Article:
By: J. Marlando

Author of: Succeeding in Business for the Love of It.

There are people who actually like their work but no job is, in a term, a bed of roses; jobs can become demanding, boring, tedious, nerve wracking and just hard work. In regard to this observation *Marsha Sinetar tells us this: “If we think of what we do every day as only a job. Or even as only a career, we may fail to use it fully for our own development and enrichment. When we are bored, frustrated, constrained, or dulled by what we do all day, we don’t take advantage of the opportunity it offers. Moreover, we don’t see the opportunities. The kind of relationship to work that is manifested in drifting attention, clock watching, and wishing to be elsewhere also robs us of energy and satisfaction.”

Nevertheless, most people endure the Monday Morning blues…Friday anxieties. In between the two is in general the mere motivation to just get through the (rest of the) week.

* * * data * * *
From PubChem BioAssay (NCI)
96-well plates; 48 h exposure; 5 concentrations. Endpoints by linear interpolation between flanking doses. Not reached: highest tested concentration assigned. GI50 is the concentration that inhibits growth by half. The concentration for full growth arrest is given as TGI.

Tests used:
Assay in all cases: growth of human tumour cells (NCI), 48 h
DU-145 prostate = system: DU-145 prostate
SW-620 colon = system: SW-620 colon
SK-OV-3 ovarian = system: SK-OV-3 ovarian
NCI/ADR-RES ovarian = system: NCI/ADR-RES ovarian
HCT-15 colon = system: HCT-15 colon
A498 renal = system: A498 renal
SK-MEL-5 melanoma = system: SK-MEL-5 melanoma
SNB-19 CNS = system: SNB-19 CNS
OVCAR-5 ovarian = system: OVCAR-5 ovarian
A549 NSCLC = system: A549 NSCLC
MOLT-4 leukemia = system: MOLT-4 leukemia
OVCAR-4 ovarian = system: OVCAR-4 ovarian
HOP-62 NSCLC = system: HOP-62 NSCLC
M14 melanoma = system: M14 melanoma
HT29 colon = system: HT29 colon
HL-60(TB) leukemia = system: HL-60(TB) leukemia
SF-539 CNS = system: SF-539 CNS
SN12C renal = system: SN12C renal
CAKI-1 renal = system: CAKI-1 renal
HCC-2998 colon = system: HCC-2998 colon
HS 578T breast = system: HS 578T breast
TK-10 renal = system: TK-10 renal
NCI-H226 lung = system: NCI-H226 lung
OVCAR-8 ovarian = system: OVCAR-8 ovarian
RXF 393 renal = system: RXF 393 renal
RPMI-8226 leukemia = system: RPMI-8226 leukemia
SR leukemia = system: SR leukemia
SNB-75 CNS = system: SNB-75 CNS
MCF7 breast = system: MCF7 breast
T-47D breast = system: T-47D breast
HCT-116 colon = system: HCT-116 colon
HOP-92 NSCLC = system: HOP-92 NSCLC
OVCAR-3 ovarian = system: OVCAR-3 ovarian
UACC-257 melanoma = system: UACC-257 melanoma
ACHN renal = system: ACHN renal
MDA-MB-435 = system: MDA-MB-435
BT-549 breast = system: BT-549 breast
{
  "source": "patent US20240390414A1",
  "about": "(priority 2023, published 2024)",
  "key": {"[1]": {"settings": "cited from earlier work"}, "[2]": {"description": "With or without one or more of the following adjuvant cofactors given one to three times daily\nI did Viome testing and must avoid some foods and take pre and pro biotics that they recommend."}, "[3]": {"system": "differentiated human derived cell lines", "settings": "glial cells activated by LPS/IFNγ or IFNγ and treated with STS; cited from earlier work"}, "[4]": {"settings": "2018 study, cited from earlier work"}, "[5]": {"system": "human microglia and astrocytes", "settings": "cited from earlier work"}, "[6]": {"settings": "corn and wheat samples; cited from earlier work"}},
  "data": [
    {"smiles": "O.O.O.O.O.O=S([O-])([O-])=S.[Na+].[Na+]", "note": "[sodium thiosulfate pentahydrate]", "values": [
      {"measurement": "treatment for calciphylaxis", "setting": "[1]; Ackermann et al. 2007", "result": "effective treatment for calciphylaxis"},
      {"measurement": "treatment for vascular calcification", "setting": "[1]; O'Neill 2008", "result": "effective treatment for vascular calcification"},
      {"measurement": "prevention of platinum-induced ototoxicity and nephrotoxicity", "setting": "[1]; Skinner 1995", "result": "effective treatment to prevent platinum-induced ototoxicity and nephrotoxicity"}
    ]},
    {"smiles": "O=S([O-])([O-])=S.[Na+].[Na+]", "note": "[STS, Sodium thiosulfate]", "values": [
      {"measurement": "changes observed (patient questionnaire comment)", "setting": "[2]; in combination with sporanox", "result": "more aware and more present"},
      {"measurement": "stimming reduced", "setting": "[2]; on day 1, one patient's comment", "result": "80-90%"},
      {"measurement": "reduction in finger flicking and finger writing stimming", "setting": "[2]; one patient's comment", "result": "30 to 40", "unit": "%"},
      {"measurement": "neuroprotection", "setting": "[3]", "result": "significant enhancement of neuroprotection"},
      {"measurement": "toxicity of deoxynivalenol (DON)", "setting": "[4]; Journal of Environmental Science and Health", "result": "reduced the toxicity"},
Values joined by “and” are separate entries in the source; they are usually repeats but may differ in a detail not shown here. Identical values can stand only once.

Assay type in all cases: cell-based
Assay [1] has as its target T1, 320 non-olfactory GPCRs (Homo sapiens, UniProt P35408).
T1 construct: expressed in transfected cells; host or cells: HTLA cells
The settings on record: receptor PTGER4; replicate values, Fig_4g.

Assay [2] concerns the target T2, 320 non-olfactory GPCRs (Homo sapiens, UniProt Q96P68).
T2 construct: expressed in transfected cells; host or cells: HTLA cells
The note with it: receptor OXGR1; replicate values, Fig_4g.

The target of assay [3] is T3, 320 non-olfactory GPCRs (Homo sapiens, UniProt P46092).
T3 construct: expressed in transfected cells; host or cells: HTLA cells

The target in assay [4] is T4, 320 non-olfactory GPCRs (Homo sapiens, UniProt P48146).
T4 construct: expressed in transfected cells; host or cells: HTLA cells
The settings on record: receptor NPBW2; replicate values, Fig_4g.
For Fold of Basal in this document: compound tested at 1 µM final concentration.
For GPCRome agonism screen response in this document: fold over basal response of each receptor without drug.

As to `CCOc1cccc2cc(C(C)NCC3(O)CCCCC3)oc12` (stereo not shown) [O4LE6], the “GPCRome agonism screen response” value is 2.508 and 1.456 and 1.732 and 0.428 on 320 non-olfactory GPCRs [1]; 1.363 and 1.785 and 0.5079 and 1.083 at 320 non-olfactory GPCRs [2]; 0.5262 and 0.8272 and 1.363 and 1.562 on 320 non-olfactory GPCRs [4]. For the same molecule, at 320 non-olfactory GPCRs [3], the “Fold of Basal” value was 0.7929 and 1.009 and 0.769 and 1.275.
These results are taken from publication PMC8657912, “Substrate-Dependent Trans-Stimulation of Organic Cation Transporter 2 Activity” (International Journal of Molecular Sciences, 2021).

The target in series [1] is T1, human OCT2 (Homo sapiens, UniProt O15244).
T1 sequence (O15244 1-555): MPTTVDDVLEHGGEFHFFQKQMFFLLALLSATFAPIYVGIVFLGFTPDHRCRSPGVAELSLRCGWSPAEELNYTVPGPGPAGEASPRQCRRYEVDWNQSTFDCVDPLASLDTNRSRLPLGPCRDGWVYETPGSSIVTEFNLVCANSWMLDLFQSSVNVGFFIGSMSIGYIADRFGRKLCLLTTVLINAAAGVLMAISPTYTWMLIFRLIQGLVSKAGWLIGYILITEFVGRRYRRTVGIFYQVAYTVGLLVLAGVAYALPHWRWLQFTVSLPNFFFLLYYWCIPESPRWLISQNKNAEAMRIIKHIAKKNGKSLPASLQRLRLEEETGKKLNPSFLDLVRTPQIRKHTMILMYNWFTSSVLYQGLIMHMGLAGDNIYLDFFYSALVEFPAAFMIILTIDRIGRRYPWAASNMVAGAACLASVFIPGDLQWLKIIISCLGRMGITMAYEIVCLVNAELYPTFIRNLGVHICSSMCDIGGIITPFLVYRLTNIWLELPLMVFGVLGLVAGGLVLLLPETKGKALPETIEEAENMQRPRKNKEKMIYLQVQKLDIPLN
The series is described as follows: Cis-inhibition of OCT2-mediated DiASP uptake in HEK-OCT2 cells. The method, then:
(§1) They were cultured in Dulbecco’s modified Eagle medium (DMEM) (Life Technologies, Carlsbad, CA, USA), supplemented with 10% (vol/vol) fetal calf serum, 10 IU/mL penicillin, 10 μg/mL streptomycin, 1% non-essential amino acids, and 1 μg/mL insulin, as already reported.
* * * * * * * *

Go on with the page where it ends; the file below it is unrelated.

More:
One problem is at least for a lot of working folk is that they never feel they have found the job that they love. There is always something that they don’t like about the work they’re doing and they stay in either the mode of wishing they were someplace else or simply remain in a steady flow of habitual labor that gets the job done. Even doctors and lawyers can feel stranded on an assembly line of duties and routines.

Before going on, however, I want to share a true story with you about one of the most enthusiastic workers I have ever known. His name was Ray Leckenby, a wonderful, kind man! Unfortunately, he had but a third grade education and could not read or write. As a result he was a ditch digger for nearly all his adult life. He had served in the Pacific during World War Two and worked as a coal miner a couple of winters when the ground was too frozen for doing his kind of work but mostly, he was a ditch digger,